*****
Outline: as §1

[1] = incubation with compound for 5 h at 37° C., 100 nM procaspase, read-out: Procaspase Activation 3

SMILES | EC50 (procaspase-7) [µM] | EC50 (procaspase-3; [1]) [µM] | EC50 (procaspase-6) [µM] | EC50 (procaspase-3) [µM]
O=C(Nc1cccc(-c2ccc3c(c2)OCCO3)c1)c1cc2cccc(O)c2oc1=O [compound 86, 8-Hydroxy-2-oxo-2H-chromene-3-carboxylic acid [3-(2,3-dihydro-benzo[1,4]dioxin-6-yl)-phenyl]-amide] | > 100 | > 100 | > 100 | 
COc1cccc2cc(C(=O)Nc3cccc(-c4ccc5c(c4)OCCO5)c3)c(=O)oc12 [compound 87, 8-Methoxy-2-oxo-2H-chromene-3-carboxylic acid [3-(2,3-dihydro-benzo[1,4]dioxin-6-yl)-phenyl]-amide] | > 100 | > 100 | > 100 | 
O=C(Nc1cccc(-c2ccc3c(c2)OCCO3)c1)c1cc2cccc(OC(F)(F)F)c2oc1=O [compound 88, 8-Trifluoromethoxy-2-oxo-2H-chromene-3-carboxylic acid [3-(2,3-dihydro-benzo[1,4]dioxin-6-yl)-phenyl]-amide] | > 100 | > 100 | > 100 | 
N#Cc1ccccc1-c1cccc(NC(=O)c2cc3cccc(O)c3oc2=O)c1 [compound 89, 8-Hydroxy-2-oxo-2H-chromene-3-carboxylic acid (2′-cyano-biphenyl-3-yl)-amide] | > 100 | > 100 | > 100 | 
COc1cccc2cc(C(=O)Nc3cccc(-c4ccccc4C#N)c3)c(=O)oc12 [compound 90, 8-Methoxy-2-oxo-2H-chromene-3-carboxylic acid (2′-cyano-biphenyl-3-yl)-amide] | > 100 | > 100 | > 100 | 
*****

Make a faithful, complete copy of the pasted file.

Outline: as §1

[1] = incubation with compound for 5 h at 37° C., 100 nM procaspase, read-out: Procaspase Activation 3

SMILES | EC50 (procaspase-7) [µM] | EC50 (procaspase-3; [1]) [µM] | EC50 (procaspase-6) [µM] | EC50 (procaspase-3) [µM]
O=C(Nc1cccc(-c2ccc3c(c2)OCCO3)c1)c1cc2cccc(O)c2oc1=O [compound 86, 8-Hydroxy-2-oxo-2H-chromene-3-carboxylic acid [3-(2,3-dihydro-benzo[1,4]dioxin-6-yl)-phenyl]-amide] | > 100 | > 100 | > 100 | 
COc1cccc2cc(C(=O)Nc3cccc(-c4ccc5c(c4)OCCO5)c3)c(=O)oc12 [compound 87, 8-Methoxy-2-oxo-2H-chromene-3-carboxylic acid [3-(2,3-dihydro-benzo[1,4]dioxin-6-yl)-phenyl]-amide] | > 100 | > 100 | > 100 | 
O=C(Nc1cccc(-c2ccc3c(c2)OCCO3)c1)c1cc2cccc(OC(F)(F)F)c2oc1=O [compound 88, 8-Trifluoromethoxy-2-oxo-2H-chromene-3-carboxylic acid [3-(2,3-dihydro-benzo[1,4]dioxin-6-yl)-phenyl]-amide] | > 100 | > 100 | > 100 | 
N#Cc1ccccc1-c1cccc(NC(=O)c2cc3cccc(O)c3oc2=O)c1 [compound 89, 8-Hydroxy-2-oxo-2H-chromene-3-carboxylic acid (2′-cyano-biphenyl-3-yl)-amide] | > 100 | > 100 | > 100 | 
COc1cccc2cc(C(=O)Nc3cccc(-c4ccccc4C#N)c3)c(=O)oc12 [compound 90, 8-Methoxy-2-oxo-2H-chromene-3-carboxylic acid (2′-cyano-biphenyl-3-yl)-amide] | > 100 | > 100 | > 100 | 